Spider plants are wonderful garden perennials. They have grassy, dark green foliage and clusters of three-petaled flowers throughout the summer. Most spiderworts bloom in shades of blue and purple, though there are white and pink cultivars available, as well. Spiderwort flowers close in the afternoon, especially in hot-weather areas, leaving a grassy mound of foliage until the next morning when new flowers open.
- Common name: Spiderwort
- Botanical name: Tradescantia Andersoniana Group
- Zones: 4 to 9
- Size: To 2 feet tall
- From: Areas of North America
- Family: Commelinaceae (spiderwort family)
- Sun: Full sun to partial shade.
- Soil: Moist, but well-drained soil is best. While the plants adapt to a wide range of soil conditions, they appreciate lots of organic matter in the soil.
- Moisture: They'll survive drought if not watered, but the foliage will turn brown and dry.
- Mulch: A layer of mulch around the base of the plant will help keep weeds at bay. Mulch also helps conserve moisture and keeps soil temperatures consistent.
- Pruning: Cut the plants back in autumn after they freeze or in spring before they begin to grow.
- Fertilizer: In average soil, they don't require fertilization.
- Division: Dig out a section with roots and plant that section elsewhere in the garden in spring (division is possible any time of the year; however, spring is easiest on the plant).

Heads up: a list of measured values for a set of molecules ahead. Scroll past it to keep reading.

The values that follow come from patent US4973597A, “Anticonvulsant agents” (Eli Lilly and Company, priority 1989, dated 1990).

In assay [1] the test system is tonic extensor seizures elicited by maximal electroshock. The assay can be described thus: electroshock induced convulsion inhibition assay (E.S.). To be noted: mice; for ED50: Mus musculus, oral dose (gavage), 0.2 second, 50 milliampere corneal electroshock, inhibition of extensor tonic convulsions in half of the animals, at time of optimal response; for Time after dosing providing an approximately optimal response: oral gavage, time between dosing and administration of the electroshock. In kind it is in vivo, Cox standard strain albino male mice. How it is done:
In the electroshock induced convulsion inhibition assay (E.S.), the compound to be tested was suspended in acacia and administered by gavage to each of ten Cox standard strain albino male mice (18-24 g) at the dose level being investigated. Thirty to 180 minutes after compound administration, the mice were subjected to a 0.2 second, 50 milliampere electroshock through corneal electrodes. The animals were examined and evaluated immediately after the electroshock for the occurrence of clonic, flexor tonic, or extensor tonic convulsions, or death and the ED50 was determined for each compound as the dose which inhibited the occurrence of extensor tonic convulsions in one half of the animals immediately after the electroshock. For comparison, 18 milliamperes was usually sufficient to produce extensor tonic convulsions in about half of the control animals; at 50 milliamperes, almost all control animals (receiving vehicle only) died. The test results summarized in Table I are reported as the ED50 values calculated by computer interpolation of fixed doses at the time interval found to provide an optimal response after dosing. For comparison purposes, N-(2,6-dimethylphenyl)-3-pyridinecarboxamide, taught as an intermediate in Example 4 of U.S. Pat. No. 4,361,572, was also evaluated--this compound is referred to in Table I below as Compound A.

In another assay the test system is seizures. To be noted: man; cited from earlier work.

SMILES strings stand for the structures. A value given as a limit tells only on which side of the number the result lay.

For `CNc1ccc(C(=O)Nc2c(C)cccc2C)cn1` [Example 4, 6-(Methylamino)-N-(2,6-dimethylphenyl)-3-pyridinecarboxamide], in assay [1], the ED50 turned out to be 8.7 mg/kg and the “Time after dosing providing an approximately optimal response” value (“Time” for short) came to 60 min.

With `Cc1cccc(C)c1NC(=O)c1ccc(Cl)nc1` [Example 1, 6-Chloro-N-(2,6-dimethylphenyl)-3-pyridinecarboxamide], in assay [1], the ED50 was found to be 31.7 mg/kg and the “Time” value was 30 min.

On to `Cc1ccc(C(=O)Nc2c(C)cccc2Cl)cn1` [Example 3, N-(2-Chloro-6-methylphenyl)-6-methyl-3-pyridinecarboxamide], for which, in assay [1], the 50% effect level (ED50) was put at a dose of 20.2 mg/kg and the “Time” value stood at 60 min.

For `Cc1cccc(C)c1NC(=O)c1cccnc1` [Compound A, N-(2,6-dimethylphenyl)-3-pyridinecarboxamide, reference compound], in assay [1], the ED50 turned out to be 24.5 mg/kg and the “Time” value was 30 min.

- Slugs/Snails: Slugs and snails tend to eat at night, chewing up leaves. They leave slick, slimy trails behind the next morning. To deter them, try surrounding plants with a ring of horticultural grade diatomaceous earth or laying down a slug bait. Some people have found success with laying copper strips around plants, but this does not seem to work for everyone. If slugs are not particularly numerous, set out shallow containers of stale beer at ground level. Slugs, attracted to the beer, crawl into it and drown.
- If spiderworts are exposed to drought, the foliage will turn brown and dry. Cutting the brown foliage back to about 6 inches tall will encourage a new surge of growth.
- Spiderworts have a tendency to spread, especially in very rich soils, so some gardeners consider them a pest. Plant spiderworts where they have plenty of room to grow.
- Tradescantia ‘Bilberry Ice': Bears bicolored blue and white flowers on 2-foot plants; blooms all summer. Zones 4 to 9.
- Tradescantia ‘China Blue': Bears blue flowers all summer on 2-foot plants. Zones 4 to 9.
- Tradescantia ‘Concord Grape': Bears large violet-purple flowers on 2-foot plants. Zones 4 to 9.
- Tradescantia ‘Hawaiian Punch': Bears rosy-violet blooms all summer on 2-foot plants. Zones 4 to 9.
- Tradescantia ‘Innocence': Bears ivory-white flowers on 2-foot plants; blooms all summer. Zones 4 to 9.
- Tradescantia ‘Isis': Bears bright blue blooms on 2-foot plants through the summer. Zones 4 to 9.
- Tradescantia ‘Osprey': Bears white blooms blushed with pale blue on 2-foot plants; blooms through the summer. Zones 4 to 9.
- Tradescantia ‘Purple Profusion': Bears lots of deep-purple flowers on 2-foot plants during the summer. Zones 4 to 9.
- Tradescantia ‘Red Cloud': Bears pinkish-red flowers on 2-foot plants; blooms in summer. Zones 4 to 9.
- Tradescantia ‘Snowcap': Dwarf cultivar grows to 18 inches tall and bears white flowers most of the summer. Zones 4 to 9.
- Tradescantia ‘Sweet Kate': Bears deep blue flowers on 2-foot plants with golden-green foliage; blooms all summer. Zones 4 to 9.
- Tradescantia ‘Valour': Bears violet-red blooms on 2-foot plants all summer long. Zones 4 to 9.
- Tradescantia ‘Zwanenburg Blue': Bears bluish flowers on 2-foot plants; blooms all summer. Zones 4 to 9.